Sunday, September 22, 2013
The Possibility of "Losing It"; more remarks on Narcissism, Upward Affiliation and Polairty
I’ve often used the term “upward affiliation” to characterize the way I experience male homosexuality. I believe that the term was coined by conservative author George Gilder with his 1980’s book “Men and Marriage” (Books blog, April 12, 2006). It refers to the enjoyment experienced with the belief that one’s partner or love object represents the achievement of some kind of “virtue”. That enjoyment may require the presence of visual “external trappings” (as NIH psychiatrists called then in 1962), which, given the risks and vicissitudes of life, present (again to quote my patient records) “the possibility of losing it.”
Indeed, a same-sex relationship, especially with males, may fail if the more “attractive” partner believes that the other person has unduly invested in superficial aspects of the relationship. That sounds like a bigger issue now than it ever was because same-sex marriage is becoming possible. “Loss” can occur for almost any conceivable reason: disease, accident, or violence at the hands of others. In the 1980’s, AIDS obviously presented this concept, but in the earlier years of the epidemic, people wouldn’t live long anyway. The Boston Marathon incident is particularly offensive partly because it was predicated on visibly maiming and disfiguring individual people in a crowd and presenting this issue for them and their partners.
“Upward affiliation” often invests a lot in fantasy that remains quasi-private, and that can be withdrawn on demand by the practitioner. It’s wonderful when it works. But when “you” get caught at it, or when something unfortunate really does happen to the other person, it’s over. The other person becomes exactly what you see, no excuses. I had opined about this back in 2002 with Chapter 8, “Narcissism, Affiliation and Polarity” in my Second “Do Ask Do Tell” book (“When Freedom Is Stressed”).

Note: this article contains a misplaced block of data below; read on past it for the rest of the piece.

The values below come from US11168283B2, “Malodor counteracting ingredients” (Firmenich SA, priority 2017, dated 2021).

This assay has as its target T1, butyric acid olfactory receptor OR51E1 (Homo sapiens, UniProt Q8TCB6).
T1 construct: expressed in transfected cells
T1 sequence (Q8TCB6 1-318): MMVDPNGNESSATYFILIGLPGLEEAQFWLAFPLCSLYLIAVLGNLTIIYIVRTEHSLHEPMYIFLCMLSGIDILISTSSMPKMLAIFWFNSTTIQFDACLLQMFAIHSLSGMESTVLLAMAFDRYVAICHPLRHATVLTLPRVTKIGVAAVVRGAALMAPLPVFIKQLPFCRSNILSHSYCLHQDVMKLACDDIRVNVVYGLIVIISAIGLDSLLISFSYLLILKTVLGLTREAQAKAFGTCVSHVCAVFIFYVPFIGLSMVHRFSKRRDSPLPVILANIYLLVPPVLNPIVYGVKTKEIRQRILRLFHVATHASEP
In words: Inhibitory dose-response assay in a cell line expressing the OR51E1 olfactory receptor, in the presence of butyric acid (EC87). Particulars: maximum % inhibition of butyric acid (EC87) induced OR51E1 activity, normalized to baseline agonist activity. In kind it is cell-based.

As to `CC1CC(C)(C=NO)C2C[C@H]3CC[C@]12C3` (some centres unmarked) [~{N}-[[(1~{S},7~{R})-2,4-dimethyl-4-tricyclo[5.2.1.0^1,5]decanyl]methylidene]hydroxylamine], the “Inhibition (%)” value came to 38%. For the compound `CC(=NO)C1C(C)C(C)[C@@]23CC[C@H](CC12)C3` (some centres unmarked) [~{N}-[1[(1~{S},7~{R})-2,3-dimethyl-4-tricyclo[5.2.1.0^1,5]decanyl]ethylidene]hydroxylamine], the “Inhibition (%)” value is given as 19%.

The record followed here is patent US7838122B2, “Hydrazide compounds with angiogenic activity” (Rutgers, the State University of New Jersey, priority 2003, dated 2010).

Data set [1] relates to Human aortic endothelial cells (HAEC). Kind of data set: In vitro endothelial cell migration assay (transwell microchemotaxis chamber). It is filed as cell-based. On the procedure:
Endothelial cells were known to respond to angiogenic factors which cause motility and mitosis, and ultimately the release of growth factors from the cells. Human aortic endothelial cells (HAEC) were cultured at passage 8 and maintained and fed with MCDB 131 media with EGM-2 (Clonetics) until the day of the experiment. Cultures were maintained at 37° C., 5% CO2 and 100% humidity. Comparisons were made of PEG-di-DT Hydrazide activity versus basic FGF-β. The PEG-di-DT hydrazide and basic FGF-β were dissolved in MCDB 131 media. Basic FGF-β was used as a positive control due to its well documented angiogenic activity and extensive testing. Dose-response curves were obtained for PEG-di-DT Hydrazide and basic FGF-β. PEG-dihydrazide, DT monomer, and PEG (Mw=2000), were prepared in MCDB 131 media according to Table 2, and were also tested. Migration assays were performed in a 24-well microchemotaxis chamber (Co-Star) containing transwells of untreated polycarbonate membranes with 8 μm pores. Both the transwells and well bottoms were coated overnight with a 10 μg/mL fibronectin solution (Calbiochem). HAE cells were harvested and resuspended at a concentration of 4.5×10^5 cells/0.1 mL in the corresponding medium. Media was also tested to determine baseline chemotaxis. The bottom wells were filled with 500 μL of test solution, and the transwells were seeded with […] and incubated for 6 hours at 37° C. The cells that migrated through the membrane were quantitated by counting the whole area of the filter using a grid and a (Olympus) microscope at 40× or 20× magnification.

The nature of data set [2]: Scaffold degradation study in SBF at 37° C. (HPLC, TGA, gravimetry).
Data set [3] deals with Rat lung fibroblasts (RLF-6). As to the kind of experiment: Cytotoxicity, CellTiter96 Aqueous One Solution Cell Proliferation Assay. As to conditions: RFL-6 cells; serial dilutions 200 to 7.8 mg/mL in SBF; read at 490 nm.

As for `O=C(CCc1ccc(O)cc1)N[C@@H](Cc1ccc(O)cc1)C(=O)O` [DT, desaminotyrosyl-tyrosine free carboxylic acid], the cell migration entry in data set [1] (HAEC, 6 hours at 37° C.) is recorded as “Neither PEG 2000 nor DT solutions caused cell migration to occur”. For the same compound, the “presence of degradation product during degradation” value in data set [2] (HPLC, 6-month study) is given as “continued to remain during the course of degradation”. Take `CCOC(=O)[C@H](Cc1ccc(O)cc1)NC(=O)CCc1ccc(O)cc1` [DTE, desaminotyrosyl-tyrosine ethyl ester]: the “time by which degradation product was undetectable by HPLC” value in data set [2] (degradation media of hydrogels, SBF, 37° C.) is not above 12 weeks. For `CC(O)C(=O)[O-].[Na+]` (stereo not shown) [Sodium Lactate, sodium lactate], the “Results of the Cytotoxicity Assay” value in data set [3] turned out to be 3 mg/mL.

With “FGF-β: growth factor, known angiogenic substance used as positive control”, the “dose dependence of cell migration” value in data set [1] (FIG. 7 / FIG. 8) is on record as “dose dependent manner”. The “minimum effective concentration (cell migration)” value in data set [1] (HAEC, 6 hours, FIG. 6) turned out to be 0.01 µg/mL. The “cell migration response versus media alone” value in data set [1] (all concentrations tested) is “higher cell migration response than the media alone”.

I mention this today because “upward affiliation” seemed to be a favorite psychological process of “people like me” a half century ago, and it seemed to draw particular ire of “the establishment” which saw it as a prototype for mooching, something that should be stopped in its tracks and made an example of. That was certainly the tone of my William and Mary expulsion and subsequent NIH “hospitalization” as well as “individual therapy”. This view was understandable given the Cold War, and the fact that WWII was then more recent history.
Doesn’t the same thing happen in heterosexual relations and marriage? Yes, it does, as I discussed on Sept. 16. Critics say, however, that the procreation of children gives the traditionally married couple another anchor for a long-standing intimate relationship, where the spouse is welcome in the family bed for life, that is missing in a gay relationship, where there is, instead of complementarity, a focus on possessing vicariously qualities that one should have had already and wants for oneself (NIH, again). But of course that becomes circular, as more same-sex couples actually raise children, sometimes by adoption, previous traditional marriage, or surrogacy. In some cases, as in the soap “Days of our Lives”, a gay relationship can become a way for a charismatic person to get others to participate in raising his own children.